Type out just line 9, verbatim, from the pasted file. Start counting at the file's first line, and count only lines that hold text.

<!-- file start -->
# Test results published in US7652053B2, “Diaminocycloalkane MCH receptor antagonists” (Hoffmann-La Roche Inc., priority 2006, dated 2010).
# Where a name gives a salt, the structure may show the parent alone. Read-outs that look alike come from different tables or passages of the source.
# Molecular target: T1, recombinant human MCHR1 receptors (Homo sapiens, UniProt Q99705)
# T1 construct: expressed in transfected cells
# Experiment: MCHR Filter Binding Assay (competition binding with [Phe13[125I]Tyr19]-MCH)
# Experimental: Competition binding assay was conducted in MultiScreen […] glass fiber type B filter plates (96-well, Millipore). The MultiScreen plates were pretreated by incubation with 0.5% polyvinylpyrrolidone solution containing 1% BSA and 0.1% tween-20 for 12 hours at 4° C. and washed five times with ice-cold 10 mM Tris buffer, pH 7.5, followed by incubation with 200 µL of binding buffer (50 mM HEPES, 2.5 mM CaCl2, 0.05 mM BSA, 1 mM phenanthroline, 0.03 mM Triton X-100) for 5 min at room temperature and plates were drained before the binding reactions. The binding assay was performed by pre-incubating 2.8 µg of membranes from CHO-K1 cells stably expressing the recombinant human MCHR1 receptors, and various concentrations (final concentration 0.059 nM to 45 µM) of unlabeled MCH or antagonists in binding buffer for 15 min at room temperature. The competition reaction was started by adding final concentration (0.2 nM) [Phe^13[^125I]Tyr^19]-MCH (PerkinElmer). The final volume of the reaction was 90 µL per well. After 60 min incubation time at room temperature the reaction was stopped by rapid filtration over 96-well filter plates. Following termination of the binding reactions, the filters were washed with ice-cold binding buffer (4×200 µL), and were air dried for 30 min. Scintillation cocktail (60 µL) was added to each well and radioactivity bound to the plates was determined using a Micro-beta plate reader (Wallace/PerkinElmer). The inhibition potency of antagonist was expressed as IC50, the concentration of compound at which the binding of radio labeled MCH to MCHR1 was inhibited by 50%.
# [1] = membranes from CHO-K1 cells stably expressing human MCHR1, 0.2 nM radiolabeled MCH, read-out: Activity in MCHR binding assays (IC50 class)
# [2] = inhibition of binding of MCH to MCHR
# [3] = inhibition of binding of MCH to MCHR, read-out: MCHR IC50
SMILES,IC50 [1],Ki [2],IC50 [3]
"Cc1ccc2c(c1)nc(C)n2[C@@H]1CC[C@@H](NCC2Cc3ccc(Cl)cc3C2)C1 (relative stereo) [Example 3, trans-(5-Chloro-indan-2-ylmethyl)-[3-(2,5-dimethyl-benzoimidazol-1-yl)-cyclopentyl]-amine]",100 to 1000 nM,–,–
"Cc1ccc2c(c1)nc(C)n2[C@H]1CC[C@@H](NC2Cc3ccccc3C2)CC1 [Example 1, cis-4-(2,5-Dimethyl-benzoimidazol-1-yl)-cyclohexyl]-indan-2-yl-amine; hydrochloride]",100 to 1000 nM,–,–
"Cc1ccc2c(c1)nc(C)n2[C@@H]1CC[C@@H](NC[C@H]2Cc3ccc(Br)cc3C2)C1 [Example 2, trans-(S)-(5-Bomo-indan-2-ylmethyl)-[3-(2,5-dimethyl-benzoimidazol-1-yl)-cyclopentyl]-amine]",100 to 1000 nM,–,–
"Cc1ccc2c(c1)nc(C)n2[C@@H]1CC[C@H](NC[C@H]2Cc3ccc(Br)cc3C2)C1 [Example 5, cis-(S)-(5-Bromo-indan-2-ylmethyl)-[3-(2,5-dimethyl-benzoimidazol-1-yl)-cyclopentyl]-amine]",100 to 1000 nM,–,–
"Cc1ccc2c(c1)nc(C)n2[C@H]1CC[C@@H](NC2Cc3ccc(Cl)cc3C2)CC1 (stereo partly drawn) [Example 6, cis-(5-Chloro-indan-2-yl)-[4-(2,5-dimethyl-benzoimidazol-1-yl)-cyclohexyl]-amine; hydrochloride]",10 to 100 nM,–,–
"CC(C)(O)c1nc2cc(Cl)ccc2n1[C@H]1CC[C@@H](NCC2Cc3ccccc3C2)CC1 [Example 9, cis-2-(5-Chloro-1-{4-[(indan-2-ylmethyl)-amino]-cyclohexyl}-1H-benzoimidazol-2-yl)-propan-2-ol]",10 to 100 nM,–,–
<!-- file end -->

# [3] = inhibition of binding of MCH to MCHR, read-out: MCHR IC50